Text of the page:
Volkswagen And Bosch Requested The Court To Keep Their Documents Private

Volkswagen and Bosch want to keep over 22 million pages of records submitted to American courts away from European investors and vehicle owners.
Animation of operation of diesel engine 1 photo
Photo: Bosch
The two companies have requested a U.S. federal judge to reject document requests from European investors and even customers in the emissions scandal that has involved both brands.

As Automotive News notes, Volkswagen asked a judge to deny all “blatantly over-broad requests,” which refers to a submitted demand that is not sufficiently restricted to a particular target or subject.

In other words, Volkswagen wants to keep its 20 million pages between itself and the court, while Bosch seeks to keep the two million pages it submitted to remain of interest to the court, and not to third parties interested in other topics.

According to Volkswagen, German authorities have rejected similar requests because they might “potentially undermine official investigations.”

Bosch’s representatives claim that the documents they provided to the court have sensitive information, including business documents and information protected under foreign data privacy laws. In other words, the German supplier fears that releasing the documents it posted to third parties that request it might endanger its business.

Multiple European organizations have requested documents from the case that involves Volkswagen and Bosch, and these parties include the Dutch Settlement Foundations, the Wolverhampton City Council, and Altroconsumo, an Italian consumer association that has already sued Volkswagen in Italy.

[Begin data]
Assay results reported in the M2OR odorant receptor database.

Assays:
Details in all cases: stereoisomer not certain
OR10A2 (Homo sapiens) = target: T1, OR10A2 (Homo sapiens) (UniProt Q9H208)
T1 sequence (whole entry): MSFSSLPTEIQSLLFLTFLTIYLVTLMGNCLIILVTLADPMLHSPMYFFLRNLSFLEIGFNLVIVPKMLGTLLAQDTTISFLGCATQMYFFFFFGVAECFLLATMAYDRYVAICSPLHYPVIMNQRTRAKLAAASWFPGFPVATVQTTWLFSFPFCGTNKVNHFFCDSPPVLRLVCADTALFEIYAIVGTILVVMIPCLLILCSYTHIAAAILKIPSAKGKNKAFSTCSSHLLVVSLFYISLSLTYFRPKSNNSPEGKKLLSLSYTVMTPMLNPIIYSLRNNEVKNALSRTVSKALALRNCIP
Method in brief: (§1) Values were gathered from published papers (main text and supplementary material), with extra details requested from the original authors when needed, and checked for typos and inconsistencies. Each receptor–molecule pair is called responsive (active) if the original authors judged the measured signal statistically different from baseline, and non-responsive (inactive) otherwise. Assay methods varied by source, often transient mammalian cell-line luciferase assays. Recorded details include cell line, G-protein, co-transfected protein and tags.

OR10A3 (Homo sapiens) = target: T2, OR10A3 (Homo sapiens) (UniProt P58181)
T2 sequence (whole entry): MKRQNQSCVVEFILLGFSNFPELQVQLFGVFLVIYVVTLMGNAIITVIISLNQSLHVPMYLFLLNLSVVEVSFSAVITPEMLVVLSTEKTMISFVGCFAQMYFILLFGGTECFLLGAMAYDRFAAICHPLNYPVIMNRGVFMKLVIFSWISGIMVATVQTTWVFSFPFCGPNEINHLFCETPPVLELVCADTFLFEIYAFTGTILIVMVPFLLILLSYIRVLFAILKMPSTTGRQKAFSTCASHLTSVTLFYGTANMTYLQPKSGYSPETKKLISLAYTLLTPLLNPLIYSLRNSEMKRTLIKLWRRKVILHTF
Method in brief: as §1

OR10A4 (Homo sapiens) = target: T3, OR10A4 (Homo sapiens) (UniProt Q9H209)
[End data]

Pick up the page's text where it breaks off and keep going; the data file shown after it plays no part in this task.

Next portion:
Currently, the owners of Dieselgate-affected Volkswagen cars are suing Bosch claim that the supplier knew about the manufacturer’s secret “defeat device,” and that it also helped design it.

Bosch has denied that claim, along with the accusation that it requested legal protection from Volkswagen back in 2008 because of its alleged involvement in the development of the “defeat device.”

has many groups and associations interested in filing legal action against it, and the corporation is visibly concerned about the possibility.

The lawsuits would come even if VW has been approved a settlement proposition for the American customers of cars that were sold with 2.0-liter TDI units, while their European equivalents will get their cars fixed as the approvals from authorities are granted.
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About the author: Sebastian Toma
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Sebastian's love for cars began at a young age. Little did he know that a career would emerge from this passion (and that it would not, sadly, involve being a professional racecar driver). In over fourteen years, he got behind the wheel of several hundred vehicles and in the offices of the most important car publications in his homeland.
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